They came back

I aware I don’t write too much about the work we’re involved in and so today’s post will do something to redress that balance – or imbalance, if you prefer! We are team leaders for Novi Most International, a Christian charitable organisation providing youth work in Mostar, Bosnia and Herzegovina. Rowan and I are only too aware that when you mention youth work many people can’t see past labelling you as a teenager who never grew up; someone who prefers playing and hanging out to growing up and taking on the real world. Everybody’s entitled to an opinion but there’s a lot to be said for informal education, which is what good youth work will provide.

Whether you take a snapshot of education in the UK or in BiH you won’t have to look hard to see that the formal education process only work for so many people. For others it just does do it for them. That’s why we hear of so many rules or coercions, threats or incentives deployed in the classroom. Some would tell you that part of the problem is that young people have to be in school – they don’t often choose to go. And that’s where youth work is different. They choose to opt in to the informal education process. If it doesn’t work for them they will stop turning up.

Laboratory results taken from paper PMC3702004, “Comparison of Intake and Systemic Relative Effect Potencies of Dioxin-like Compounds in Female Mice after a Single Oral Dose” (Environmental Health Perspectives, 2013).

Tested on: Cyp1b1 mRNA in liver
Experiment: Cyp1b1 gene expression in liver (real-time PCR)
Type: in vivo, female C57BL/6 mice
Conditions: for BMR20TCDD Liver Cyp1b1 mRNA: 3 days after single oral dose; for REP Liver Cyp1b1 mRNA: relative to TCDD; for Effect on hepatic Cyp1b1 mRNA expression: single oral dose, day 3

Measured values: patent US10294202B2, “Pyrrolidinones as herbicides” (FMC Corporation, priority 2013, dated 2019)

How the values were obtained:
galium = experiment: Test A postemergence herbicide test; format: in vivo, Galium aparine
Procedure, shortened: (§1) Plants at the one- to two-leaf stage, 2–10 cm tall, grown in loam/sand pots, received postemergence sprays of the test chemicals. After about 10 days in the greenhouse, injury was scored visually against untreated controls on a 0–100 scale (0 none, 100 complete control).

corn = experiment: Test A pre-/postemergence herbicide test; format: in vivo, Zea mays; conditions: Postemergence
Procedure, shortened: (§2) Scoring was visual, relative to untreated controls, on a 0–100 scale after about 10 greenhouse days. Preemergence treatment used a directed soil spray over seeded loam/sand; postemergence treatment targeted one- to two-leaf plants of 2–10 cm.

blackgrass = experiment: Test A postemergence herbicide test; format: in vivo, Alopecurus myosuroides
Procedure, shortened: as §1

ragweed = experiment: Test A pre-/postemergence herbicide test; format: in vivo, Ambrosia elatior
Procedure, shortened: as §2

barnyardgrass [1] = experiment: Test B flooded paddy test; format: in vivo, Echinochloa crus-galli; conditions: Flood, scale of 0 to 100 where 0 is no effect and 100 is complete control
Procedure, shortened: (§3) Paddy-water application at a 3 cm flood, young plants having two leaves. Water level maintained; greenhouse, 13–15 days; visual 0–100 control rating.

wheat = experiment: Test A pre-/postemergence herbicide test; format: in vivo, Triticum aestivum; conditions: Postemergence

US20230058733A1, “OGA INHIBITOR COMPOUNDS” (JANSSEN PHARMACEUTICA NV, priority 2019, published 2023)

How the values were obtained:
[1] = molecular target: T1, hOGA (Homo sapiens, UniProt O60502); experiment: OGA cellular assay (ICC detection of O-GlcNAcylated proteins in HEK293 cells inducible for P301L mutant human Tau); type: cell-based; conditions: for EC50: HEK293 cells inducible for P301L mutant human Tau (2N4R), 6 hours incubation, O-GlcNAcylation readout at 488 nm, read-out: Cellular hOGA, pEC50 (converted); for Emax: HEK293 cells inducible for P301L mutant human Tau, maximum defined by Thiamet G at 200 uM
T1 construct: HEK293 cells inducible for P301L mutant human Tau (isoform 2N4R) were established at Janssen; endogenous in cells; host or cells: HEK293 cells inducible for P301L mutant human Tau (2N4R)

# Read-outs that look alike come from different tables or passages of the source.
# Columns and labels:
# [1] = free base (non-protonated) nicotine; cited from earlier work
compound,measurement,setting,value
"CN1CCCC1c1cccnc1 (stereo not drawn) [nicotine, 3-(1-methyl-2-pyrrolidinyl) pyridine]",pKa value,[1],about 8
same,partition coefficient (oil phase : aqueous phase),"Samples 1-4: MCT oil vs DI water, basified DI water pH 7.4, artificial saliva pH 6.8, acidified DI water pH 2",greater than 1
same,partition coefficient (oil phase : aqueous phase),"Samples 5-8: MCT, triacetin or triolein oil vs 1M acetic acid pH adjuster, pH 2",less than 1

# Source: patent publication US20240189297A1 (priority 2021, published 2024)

This week we re-opened Klub, our youth centre, after a post-summer break of a month. Our previous youth work experience in England has taught us that breaks can be interesting things; sometimes whole groups of young people ‘disappear’ during them! New courses, extra homework, different friends: all of these can have an effect on attendance. But this week we’ve seen many of our regulars from the summer choosing to come back for more. We aim to create a place they want to belong but no one can force them. Their walking through the door is a huge endorsement of what Novi Most is doing.


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